It aspires to become the “Huawei of the photovoltaic industry” but so far, investors have given the thumbs down to GCL-Poly Energy’s restructuring plan.
The Hong Kong-listed group’s share price started tumbling in late September when news leaked that its parent firm Golden Concord (or GCL Group) was leading a consortium to take over China’s first domestic bond market defaulter, Chaori Solar Energy.
The stock then went into freefall on November 10 after management announced plans to sell GCL-Poly’s core solar wafer business to an “independent third party” – rumoured to be asset management firm Great Wall. Shares fell 17% that day, bringing overall losses to 31% in the past two months. The stock has yet to recover.
The final sale price will be subject to an independent valuation, but investors have flagged a series of concerns. Top of these is the likelihood that GCL-Poly’s chairman Zhu Gongshan, who also controls Golden Concord, will end up buying the wafer business. The company indicated this is a possibility too, as the third party “might or might not” sell the asset in question back to Zhu.
Wafer production accounts for about 40% of GCL-Poly’s profits and absorbs about 75% of its polysilicon output. The proposed transaction would turn GCL-Poly into a supplier of solar panel raw materials to potentially Zhu or Chaori. Some in vestors fear this could lead to unfair connected transactions.
In an interview with the South China Morning Post, GCL-Poly’s investor relations head dismissed the concerns, insisting that GCL-Poly and Chaori are both listed and polysilicon prices are very transparent.
But analysts have also warned that the wafer business may be sold off below fair value. In a teleconference Zhu insisted, “I will not harm minority shareholders interests. Even if we sell the wafer business, I’m confident GCL’s profit will still rise this year.”
Others see it as a non-issue since the sale would be classified as a “major transaction”. According to Hong Kong’s regulatory rules, Zhu cannot vote on it, enabling minority investors to overthrow the deal if they think it unacceptable.
So why is Zhu selling the wafer business and what persuaded him to buy Chaori in the first place?
Together all the different parts should form an integrated player across the photovoltaic value chain. GCL-Poly has a roughly 20% market share of the poly-silicon and wafer business globally, two important upstream products. It also owns 62% of Hong Kong-listed solar panel farm developer GCL New Energy, at the downstream end.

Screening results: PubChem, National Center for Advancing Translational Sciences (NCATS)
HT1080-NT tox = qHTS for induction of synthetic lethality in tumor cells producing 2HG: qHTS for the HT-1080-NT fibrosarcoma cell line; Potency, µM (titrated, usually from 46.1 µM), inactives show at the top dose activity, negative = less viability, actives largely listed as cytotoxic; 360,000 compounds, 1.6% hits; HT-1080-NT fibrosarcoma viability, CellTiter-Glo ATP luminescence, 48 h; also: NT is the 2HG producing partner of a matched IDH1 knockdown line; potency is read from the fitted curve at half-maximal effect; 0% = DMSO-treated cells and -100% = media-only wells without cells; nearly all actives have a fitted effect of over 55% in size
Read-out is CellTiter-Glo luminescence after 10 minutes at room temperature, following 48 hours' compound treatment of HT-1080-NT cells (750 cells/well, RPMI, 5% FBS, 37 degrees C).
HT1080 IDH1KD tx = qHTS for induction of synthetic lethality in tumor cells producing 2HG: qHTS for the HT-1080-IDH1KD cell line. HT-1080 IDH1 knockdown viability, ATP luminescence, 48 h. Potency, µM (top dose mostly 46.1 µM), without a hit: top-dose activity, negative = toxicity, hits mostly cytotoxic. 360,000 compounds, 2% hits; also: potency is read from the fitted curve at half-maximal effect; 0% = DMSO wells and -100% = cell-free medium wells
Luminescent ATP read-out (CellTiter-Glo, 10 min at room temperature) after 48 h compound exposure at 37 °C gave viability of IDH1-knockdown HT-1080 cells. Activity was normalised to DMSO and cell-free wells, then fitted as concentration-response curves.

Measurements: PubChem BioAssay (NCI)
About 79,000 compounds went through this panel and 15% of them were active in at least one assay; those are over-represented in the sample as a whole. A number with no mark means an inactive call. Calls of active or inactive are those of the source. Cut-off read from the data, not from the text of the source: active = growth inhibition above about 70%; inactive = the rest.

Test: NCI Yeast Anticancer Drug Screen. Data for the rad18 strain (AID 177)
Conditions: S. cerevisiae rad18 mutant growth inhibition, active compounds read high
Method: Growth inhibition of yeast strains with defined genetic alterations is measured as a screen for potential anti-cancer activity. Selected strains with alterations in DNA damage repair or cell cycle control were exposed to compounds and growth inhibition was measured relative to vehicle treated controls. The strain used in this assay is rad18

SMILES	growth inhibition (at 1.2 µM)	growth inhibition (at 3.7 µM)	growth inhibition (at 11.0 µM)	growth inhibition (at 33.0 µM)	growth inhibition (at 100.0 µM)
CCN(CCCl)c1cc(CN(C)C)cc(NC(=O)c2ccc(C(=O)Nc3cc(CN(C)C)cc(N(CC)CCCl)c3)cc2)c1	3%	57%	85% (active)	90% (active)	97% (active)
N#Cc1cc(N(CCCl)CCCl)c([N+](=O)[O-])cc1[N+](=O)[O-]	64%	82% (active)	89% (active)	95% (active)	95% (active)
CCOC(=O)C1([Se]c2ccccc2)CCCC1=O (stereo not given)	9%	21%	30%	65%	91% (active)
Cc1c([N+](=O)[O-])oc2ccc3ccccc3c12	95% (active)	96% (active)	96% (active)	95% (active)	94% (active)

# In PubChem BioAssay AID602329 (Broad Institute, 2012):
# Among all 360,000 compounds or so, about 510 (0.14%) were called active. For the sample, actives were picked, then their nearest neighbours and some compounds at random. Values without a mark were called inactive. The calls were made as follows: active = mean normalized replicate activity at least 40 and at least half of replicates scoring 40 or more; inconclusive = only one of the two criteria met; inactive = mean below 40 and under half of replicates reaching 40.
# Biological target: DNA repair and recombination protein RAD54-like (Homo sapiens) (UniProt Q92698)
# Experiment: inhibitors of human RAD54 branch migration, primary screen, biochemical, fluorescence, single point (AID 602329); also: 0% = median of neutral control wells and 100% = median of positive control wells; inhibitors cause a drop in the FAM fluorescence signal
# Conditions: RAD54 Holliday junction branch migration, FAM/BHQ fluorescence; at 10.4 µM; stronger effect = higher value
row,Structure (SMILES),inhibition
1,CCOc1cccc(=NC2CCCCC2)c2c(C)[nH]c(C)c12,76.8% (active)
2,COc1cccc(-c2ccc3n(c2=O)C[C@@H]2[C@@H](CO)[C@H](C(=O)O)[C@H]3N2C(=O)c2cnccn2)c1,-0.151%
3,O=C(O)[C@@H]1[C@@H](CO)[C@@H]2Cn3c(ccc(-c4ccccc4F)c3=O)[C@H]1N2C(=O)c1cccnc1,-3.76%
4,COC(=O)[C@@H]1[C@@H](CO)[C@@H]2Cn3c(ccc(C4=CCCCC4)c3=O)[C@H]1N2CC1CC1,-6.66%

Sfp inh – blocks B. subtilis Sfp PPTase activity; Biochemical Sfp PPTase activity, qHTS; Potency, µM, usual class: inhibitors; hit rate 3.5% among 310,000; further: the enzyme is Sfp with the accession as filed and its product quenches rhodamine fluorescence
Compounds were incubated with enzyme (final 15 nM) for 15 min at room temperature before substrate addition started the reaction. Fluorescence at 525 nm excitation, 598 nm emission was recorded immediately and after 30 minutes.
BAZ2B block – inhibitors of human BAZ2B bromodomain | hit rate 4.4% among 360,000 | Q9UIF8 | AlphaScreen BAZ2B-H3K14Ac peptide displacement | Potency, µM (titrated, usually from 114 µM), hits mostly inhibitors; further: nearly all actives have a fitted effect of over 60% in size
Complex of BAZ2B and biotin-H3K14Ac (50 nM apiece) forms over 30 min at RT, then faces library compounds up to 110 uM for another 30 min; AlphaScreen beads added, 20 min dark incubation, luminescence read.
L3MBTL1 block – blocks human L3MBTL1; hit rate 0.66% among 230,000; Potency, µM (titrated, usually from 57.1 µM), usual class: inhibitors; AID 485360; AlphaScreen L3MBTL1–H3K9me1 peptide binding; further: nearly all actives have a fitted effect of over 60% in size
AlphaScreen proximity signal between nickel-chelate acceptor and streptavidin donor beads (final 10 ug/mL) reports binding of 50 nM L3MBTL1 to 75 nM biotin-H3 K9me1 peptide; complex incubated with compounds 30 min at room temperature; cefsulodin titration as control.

The acquisition of solar panel manufacturer Chaori adds the mid-stream segment of the industry chain. After bailing out Chaori, Zhu has pledged to make the struggling firm profitable again (trading of its shares has now resumed in Shenzhen). Zhu has also undertaken to make up any shortfall if Chaori makes less than Rmb600 million ($97.97 million) in profit during 2015 and less than Rmb800 million a year later. This will mark a significant turnaround, given that Chaori has reported a Rmb2.5 billion loss for the first half of 2014.
Minsheng Securities analyst Huang Tong tells Shanghai Securities News that he believes the more obvious route to achieving these targets is to take out GCL-Poly’s profitable wafer business and put it into Chaori.
This sounds financially sensible for GCL-Poly too, as the sale would free up capital and improve its balance sheet.
Pre-deal, GCL-Poly had a net debt to equity ratio of 146.5%, reports Shanghai Securities News. Raising new equity to cut debt has been difficult because of loan covenants which prevent Zhu’s stake dropping below 30%. Zhu and his family’s stake in GCL-Poly is around 32%.
Golden Concord (for more background on the firm, see WiC141) is likely to be happy about the Chaori deal, which adds an A-share fundraising vehicle to complement its two Hong Kong listings.
Shareholders of GCL-Poly, meanwhile, will be hoping that the dealings between their company and its new sister firm will enhance the company’s value, as Zhu promises.
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